Transforming Asian American Studies

Saturday, November 4, 2023

When Panda Restaurant Group Chief Brand Officer Andrea Cherng, C’99, WG’13, was growing up, she didn’t see many people who looked like her on television. In high school in California, she had learned about the internment of Japanese Americans during World War II—something that really stuck with her—but when she got to Penn as an undergraduate, her classmates were uninformed about the historic mistreatment of Asian Americans. 

These experiences were part of what led her to become a fierce advocate for what was then the newly created Asian American Studies (ASAM) program, started during her sophomore year at Penn. More than two decades later, ASAM is thriving, and it continues to grow, helped in part by a cluster of new hires across Penn Arts & Sciences who bring a range of expertise to the program, and by the new Panda Express Postdoctoral Fellowship, a grant from the Panda CommUnity Fund that will support five postdoctoral positions over the next three years. 

At a September welcome-back lunch, Cherng and ASAM program directors David L. Eng and Fariha Khan spoke about the evolution of the Asian American Studies program at Penn. 

Panda Restaurant Group Chief Brand Officer Andrea Cherng, C’99, WG’13 (center), with Asian American Studies program co-directors David L. Eng and Fariha Khan at a welcome-back lunch and panel in September.

Scott Spitzer, University Communications

Eng, Richard L. Fisher Professor of English, began by reflecting on the importance of Asian American studies, especially following the anti-Asian hate and misunderstanding in the wake of COVID-19, and why a program like ASAM is important both as a way to broaden horizons and as a show of support. “There is no amount of money that you can throw at racism to make it go away. The only thing you can do is use education,” he said. “Two and a half years ago, I could have never anticipated that we would be standing here today celebrating the incredible growth of the Asian American Studies program.”

At ASAM’s 25th anniversary celebration last year, Khan had said she believed the program was poised to become the most robust on the East Coast. “Today, looking around, I know this to be true,” she said. Here she referenced the fellowship, the first of its kind in the Ivy League; Weirong Guo, who received a bachelor’s degree from China’s Fudan University and a Ph.D. from Emory University, is the inaugural recipient, appointed for the 2023-2024 academic year.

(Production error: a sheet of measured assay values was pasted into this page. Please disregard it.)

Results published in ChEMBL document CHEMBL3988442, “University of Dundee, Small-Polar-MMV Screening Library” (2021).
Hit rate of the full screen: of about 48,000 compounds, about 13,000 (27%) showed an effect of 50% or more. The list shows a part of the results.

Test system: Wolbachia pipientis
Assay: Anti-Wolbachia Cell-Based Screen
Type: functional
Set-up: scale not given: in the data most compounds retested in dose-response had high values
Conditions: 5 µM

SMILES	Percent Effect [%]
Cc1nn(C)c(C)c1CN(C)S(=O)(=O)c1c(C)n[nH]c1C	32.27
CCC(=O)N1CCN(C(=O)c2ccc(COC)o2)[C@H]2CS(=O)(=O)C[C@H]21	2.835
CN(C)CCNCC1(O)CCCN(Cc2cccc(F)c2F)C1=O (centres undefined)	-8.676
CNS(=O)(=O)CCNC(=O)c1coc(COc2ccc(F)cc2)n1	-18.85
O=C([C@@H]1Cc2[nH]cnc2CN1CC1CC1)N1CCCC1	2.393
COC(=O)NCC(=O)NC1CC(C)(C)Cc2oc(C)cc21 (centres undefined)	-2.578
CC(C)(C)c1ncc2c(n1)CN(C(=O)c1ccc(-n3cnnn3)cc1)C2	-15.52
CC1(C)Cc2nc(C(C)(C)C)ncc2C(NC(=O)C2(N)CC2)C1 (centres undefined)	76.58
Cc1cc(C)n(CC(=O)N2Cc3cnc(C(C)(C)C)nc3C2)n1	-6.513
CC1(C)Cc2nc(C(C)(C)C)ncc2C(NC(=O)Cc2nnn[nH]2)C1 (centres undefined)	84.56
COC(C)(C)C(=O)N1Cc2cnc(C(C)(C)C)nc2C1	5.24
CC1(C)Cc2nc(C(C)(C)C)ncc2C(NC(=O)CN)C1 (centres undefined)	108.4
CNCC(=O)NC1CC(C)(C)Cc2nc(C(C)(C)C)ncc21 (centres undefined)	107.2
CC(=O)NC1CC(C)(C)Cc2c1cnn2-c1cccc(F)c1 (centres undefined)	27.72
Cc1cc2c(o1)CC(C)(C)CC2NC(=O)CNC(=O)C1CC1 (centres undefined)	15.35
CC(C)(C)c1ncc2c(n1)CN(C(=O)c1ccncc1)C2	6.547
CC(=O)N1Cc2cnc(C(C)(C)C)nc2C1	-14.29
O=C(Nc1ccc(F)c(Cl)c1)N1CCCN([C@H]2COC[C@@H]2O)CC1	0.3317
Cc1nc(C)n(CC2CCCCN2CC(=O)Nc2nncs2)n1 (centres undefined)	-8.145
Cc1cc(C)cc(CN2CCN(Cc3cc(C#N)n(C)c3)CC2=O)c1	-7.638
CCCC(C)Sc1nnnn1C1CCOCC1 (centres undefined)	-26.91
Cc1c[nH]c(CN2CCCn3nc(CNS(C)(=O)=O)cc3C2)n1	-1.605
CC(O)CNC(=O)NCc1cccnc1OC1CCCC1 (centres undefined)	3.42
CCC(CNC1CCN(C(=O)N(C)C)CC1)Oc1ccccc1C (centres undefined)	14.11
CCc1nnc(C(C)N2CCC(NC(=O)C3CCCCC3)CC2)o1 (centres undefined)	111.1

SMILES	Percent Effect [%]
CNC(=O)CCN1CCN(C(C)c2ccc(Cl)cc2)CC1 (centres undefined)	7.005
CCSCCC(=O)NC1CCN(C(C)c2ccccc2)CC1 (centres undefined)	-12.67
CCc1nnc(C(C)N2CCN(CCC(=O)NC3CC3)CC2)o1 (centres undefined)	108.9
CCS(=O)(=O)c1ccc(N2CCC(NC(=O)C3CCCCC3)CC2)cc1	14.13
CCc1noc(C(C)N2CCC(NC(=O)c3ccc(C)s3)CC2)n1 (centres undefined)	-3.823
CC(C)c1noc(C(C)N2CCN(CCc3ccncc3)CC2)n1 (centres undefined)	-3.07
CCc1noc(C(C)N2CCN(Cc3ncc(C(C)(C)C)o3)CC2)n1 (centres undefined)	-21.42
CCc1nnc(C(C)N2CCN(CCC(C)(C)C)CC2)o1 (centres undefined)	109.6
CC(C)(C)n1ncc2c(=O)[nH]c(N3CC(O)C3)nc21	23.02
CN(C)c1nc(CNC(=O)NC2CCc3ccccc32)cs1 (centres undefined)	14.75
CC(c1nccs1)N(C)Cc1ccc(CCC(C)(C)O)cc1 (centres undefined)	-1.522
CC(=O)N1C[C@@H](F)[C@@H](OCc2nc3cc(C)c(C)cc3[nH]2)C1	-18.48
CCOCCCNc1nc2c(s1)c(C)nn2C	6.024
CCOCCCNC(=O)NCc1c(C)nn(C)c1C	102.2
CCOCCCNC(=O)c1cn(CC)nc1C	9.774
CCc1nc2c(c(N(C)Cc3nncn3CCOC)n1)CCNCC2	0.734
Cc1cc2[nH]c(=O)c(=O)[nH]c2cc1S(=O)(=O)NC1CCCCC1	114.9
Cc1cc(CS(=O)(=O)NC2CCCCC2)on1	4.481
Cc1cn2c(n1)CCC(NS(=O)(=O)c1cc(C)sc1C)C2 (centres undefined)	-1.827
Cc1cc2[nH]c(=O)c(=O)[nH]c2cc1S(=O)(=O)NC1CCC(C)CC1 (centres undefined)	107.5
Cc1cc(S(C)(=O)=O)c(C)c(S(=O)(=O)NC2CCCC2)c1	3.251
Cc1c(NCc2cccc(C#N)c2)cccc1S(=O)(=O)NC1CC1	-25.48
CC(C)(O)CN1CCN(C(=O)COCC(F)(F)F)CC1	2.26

ASAM also recently hired three new faculty members who will deepen the Asian American Studies offerings: Hardeep Dhillon, Assistant Professor of History, whose research focuses on the history of immigration to the U.S. and the laws and legal practices that shape immigrant lives; Bakirathi Mani, Penn Presidential Compact Professor of English, whose work examines the possibilities and limits of Asian American representation; and Tahseen Shams, Assistant Professor of Sociology, who studies how migration and global inequalities affect immigrants, particularly those from Muslim-majority countries in the West. New affiliated faculty include Emily Ng, an assistant professor in the Department of Anthropology, and Linda Pheng, an assistant professor in the Graduate School of Education. 

When it was Cherng’s turn to share, she spoke about the story of her family’s journey from a single restaurant 50 years ago to nearly 2,500 today. She talked about how, when asked to come help with the family business, she planned to stay three months but has now been there for years, and about why it’s important for a company like Panda Express to support academic pursuits in this area. 

“Food often expresses a sense of identity,” she said. So, it was a natural extension for the company to engage in a way that could help others understand what’s distinct and special about Asian American culture. “In the same way that Panda Express has been built on a foundation of bridging flavors and cultures to bring people together,” Cherng said, “the Panda Express ASAM fellowships are dedicated to honoring and uplifting identities that, by definition, bridge cultures to promote greater understanding and belonging.”